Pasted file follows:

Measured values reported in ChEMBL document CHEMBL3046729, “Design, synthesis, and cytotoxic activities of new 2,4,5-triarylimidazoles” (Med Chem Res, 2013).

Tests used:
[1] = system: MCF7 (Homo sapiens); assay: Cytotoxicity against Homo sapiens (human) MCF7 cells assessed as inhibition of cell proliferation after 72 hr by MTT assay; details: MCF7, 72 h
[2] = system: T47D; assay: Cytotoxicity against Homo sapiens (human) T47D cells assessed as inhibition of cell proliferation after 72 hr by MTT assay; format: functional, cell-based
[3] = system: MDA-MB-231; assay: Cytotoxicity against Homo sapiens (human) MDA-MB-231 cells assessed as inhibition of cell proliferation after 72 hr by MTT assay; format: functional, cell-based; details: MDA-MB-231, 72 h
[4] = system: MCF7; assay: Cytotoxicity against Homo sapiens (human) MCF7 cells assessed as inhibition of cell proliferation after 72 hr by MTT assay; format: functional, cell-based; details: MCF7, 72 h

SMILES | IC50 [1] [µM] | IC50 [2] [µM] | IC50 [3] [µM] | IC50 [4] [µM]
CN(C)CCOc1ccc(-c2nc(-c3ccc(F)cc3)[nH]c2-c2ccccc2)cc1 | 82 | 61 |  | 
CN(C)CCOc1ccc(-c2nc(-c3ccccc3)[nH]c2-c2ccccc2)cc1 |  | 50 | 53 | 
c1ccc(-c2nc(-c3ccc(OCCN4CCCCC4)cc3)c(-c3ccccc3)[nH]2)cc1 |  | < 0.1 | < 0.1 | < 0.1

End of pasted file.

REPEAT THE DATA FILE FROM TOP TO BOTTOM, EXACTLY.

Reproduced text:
Measured values reported in ChEMBL document CHEMBL3046729, “Design, synthesis, and cytotoxic activities of new 2,4,5-triarylimidazoles” (Med Chem Res, 2013).

Tests used:
[1] = system: MCF7 (Homo sapiens); assay: Cytotoxicity against Homo sapiens (human) MCF7 cells assessed as inhibition of cell proliferation after 72 hr by MTT assay; details: MCF7, 72 h
[2] = system: T47D; assay: Cytotoxicity against Homo sapiens (human) T47D cells assessed as inhibition of cell proliferation after 72 hr by MTT assay; format: functional, cell-based
[3] = system: MDA-MB-231; assay: Cytotoxicity against Homo sapiens (human) MDA-MB-231 cells assessed as inhibition of cell proliferation after 72 hr by MTT assay; format: functional, cell-based; details: MDA-MB-231, 72 h
[4] = system: MCF7; assay: Cytotoxicity against Homo sapiens (human) MCF7 cells assessed as inhibition of cell proliferation after 72 hr by MTT assay; format: functional, cell-based; details: MCF7, 72 h

SMILES | IC50 [1] [µM] | IC50 [2] [µM] | IC50 [3] [µM] | IC50 [4] [µM]
CN(C)CCOc1ccc(-c2nc(-c3ccc(F)cc3)[nH]c2-c2ccccc2)cc1 | 82 | 61 |  | 
CN(C)CCOc1ccc(-c2nc(-c3ccccc3)[nH]c2-c2ccccc2)cc1 |  | 50 | 53 | 
c1ccc(-c2nc(-c3ccc(OCCN4CCCCC4)cc3)c(-c3ccccc3)[nH]2)cc1 |  | < 0.1 | < 0.1 | < 0.1